The Wellbeing of the Planet – A Yogi’s Perspective



Monica Jooste


In 2001 an influential book was published. It spoke of an epidemic of western society – the disease of consumerism. Affluenza: The All-Consuming Epidemic by John de Graaf, David Wann and Thomas H. Naylor describes consumerism as "a painful, contagious, socially transmitted condition of overload, debt, anxiety, and waste resulting from the dogged pursuit of more".

Some 18 years later, I roll out my mat and study to be a yoga teacher. In the training, I learn about Patanjali’s Eight Limbs of Yoga; but before your eyes glaze over, this is not a lesson on the history of yoga, so just bear with me! The first limb (the yamas or self-restraints/commandments) includes Aparigraha – a Sanskrit word for greedlessness. It means that we do not exploit the world or acquire more than we need. We live simply.

But we don’t! We continue to be driven by affluenza and want more… more clothes, more toys, more jewellery; or the latest car, the latest watch, the latest phone, bigger homes, bigger bank accounts… It’s become a status symbol to have the most, the best, the biggest, the latest, and yet it is destroying our planet and our society.

There are two defining moments in the last decade which have nurtured aparigraha in me – although pre-Yoga Teacher Training, I didn’t have a name for it. The first one being the birth of my first child, and then subsequent children.

We, as parents, or in a role – grandparents, uncles, aunts, teachers, friends – with any contact with the younger generation, have substantial influence over the minds that will one day take the reins from us and assert influence themselves. Many parents want more for the lives of their children than just the pursuit of materialism or wealth – which often causes discontent and more damage to our planet. “Less is more” in all we consume (water, electricity, goods, technology) has become our family ideal; and in the quest to keep things simple, nature has become our biggest playground.

My second defining moment was when I joined Wilderness Safaris in 2010. It had been a dream of mine for many years to work for a company that gives back, rather than strips the Earth of its natural resources for the enrichment of others. The purpose of Wilderness Safaris is: To conserve and restore Africa’s wilderness and wildlife.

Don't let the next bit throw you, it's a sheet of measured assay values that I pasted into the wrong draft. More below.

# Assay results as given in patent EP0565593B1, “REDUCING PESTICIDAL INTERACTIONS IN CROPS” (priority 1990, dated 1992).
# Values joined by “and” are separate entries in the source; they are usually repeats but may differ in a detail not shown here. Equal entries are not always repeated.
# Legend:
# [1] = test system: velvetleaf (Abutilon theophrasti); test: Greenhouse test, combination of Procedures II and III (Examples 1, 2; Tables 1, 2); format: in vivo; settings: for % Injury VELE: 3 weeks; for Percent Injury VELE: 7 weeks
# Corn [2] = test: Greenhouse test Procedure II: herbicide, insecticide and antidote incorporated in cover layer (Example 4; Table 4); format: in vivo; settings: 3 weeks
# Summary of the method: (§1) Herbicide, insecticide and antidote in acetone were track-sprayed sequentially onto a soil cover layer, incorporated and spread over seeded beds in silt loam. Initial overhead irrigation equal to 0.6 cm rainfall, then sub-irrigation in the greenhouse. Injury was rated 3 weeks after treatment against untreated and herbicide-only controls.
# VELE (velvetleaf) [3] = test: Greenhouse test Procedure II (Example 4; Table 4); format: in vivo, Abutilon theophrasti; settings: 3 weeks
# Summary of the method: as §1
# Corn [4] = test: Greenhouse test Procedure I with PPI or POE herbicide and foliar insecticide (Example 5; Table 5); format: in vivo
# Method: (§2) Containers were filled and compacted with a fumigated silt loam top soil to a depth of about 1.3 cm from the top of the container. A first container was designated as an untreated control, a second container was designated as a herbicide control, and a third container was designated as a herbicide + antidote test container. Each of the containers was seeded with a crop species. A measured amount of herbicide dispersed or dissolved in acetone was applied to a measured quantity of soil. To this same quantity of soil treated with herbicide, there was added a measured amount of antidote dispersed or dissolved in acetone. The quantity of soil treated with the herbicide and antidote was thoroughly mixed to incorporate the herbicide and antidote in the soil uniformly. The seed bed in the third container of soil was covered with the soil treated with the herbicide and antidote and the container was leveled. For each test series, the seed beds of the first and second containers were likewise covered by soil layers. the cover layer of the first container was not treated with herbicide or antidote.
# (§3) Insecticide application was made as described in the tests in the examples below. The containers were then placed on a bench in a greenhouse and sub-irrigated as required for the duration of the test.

Simply put, Wilderness Safaris uses high-end ecotourism to achieve their purpose. About 12% of their revenue earned is pumped back into conservation and restoration of important biodiverse areas in need. They also partner and create joint ventures with the local communities in areas in which they operate, so that they too can benefit economically.

Finally, and equally as importantly, is the way Wilderness Safaris builds and runs its camps. Be it choosing a site that causes as little impact on the environment to building eco-friendly camps (raised off the ground, avoiding cement, sourcing FSC certified timber, etc.), the goal is, if at some stage they have to remove the site, the flora will restore itself back to its original state. And when it comes to running camps, solar energy, recycling, environmentally sensitive cleaning products, waste water treatments and alternatives to plastic are used wherever possible.

In all, Wilderness Safaris speaks to everything against global warming and anti-consumerism. Travelling with us is not simply to “go on holiday”, but it’s to travel with purpose, to give back… and to immerse your soul in some of the planet’s most beautiful playgrounds.

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When we say we’re there every step of the way, we mean it, literally. From planning the perfect circuit, to private inter-camp transfers on Wilderness Air, and easing you through Customs. We’re with you on the ground, at your side, 24-7, from start to finish. Ready to take the road less travelled? Contact our Travel Designers to plan an unforgettable journey.